We also have some work as Steve mentioned, work going on in terms of aligning compensation structures there more appropriately with demand levels and we have some work to do on that that we will talk about in June, but we think that there is, there has been in the past and there will be in the future a role for FTI in the restructuring business. We it's a flagship business for us. We are not going to give up that very important positioning of the business, but demand really is weak now.

Joseph Foresi - Janney Montgomery Scott

Okay. I just wanted to squeeze one last one in here. Can we get some color on what the attrition rates look like across the managing director group?

Steven Gunby

I apologize. I don't have those numbers in front of me at the moment, but they haven't changed dramatically and our attrition at SMB are all senior level has been very good. The retention rate, the attrition rate has been very low and remains that currently.

In the MDs, next year down. As it would be in any order as you move down, you have a bit higher attrition, but again I think our retention of our key people has been very good.

Joseph Foresi - Janney Montgomery Scott

Okay. Great. Thank you.


Our next question is from David Gold of Sidoti. Please go ahead.

David Gold - Sidoti

Good morning. Just a couple of quick follow-ups, a lot of headwinds, I am still not clear on the bridge there from first quarter to second quarter given the higher revenue in the $0.15 to $0.20 headwind, so I was curious that either you can give a little color if there is something in the first quarter that was just exceptionally profitable for you that sort of led to that caught you guys by surprise versus say the guidance or what matter. How do we get down earnings in the second quarter?

Roger Carlile

Sure. Hi, David. It's Roger. I mean, I think, the premise of your question answers the question. FLC particularly in March was very, very strong. As I mentioned because they had the capacity, they didn't have to add any cost. You had a very high fall through in terms of profitability on that additional revenue and you can just see that when you look at that their EBITDA margins. I don't know the last time they have had EBITDA margins at that level.

As we mentioned in the call, we have concerns about some of those projects continuing into the second quarter and the second half of the year, so that's why obviously technology was strong as well. Working on in some cases some of those same matters, so we have the same concerns there a bit, so I think that gets tied up in the in the mix shift issues I spoke about, because we are no expecting those businesses to be as strong and have that kind of fall through, particularly with FLC to the EBITDA line, so I don't know if that answers the core of your question, but those businesses were strong.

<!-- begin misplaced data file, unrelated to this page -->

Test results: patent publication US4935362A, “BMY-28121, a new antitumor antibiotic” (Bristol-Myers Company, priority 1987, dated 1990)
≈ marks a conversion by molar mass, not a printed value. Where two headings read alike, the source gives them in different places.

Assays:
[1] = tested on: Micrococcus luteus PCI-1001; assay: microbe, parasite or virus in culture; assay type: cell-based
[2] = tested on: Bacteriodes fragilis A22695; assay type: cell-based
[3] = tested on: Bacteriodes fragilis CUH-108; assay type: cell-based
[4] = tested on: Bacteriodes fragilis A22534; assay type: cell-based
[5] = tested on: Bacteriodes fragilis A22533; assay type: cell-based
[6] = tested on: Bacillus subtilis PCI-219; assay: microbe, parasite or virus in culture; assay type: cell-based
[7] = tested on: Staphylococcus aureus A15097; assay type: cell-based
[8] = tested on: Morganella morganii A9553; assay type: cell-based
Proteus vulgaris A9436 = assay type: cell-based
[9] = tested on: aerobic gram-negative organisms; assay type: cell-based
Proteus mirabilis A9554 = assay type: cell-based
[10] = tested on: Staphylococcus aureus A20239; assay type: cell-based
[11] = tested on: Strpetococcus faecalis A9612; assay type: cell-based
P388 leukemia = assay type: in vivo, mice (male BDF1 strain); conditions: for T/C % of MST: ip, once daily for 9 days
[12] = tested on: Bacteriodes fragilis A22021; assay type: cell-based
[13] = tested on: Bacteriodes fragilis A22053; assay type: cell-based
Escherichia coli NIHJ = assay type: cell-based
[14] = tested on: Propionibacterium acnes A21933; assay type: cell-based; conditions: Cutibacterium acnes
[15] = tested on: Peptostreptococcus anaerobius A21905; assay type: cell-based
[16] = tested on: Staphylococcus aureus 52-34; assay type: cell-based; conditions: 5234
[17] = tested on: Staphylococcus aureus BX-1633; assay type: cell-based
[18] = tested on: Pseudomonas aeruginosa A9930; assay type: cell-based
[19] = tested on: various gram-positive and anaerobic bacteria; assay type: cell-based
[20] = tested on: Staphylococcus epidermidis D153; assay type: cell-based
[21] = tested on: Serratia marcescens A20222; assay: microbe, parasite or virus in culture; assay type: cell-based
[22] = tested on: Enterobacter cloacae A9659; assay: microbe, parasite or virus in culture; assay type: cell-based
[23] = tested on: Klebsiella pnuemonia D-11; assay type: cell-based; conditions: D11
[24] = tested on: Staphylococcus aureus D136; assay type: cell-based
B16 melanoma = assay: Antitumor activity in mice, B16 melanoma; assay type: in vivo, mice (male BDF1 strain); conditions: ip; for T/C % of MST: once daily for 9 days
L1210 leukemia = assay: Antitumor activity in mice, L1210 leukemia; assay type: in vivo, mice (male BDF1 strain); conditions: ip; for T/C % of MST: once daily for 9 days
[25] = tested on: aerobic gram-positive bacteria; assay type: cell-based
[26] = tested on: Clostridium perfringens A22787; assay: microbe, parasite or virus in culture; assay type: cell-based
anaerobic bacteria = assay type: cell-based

David Gold - Sidoti

Got you. Okay. It does. Then, second, I remember there was some commentary maybe around technology side about increased in that market business marketing. Curious if there were other areas that you can talk about where you have made changes to-date that you can sort of call out, whether it would be the way you are selling to that matter I think someone asked earlier compensation.

Steven Gunby

Yes. I think that's the primary one to call out at the moment. I mean, there are investments that are being made as a part of our strategic review to assess our positions and do something. Those things, I don't think that the core of that as Steve mentioned in his comments. The core of that doesn't really kick in until the latter half of the year, but there are number of smaller investments, but I think Technology's business development support is the primary one. David?

David Bannister

David, how are you? I would say it's hard for Steve to say this about himself, but we are going through a very rigorous process. We have had three-day sessions of, what we call, our executive committee are really stripping apart different businesses and activities and are looking hard at any number of projects that are underway, underneath that in a way of looking where we opportunities to grow, where we have the opportunities to rationalize costs and so forth and so on. Those are all very much in process now, so I would I would beg of you some patience until June to where we are going to speak wholesomely about this.

I think if you try and pick out individual things and say we are doing this in R&D and Tech, we are doing that and staffing and build the tower something like that really would be incomplete and unhelpful until we have - sort of pull it all together in June.

David Gold - Sidoti

Fair enough. Thank you.


At this time, I would like to turn the call back to our presenters for any additional or closing remarks.

Steven Gunby

Thank you all for the questions and for the engagement. I really appreciate it. I do really hope I can see you all in June, and looking forward to sharing what we know at that point, and also going forward just engaging with you individually and as a group. I think, we can take this company quite a bit further and I am excited to be on that journey and I am excited to be connecting with you throughout that journey.

Thanks very much for your time today and look forward to seeing you in June.


That does conclude today's conference. We thank you for your participation.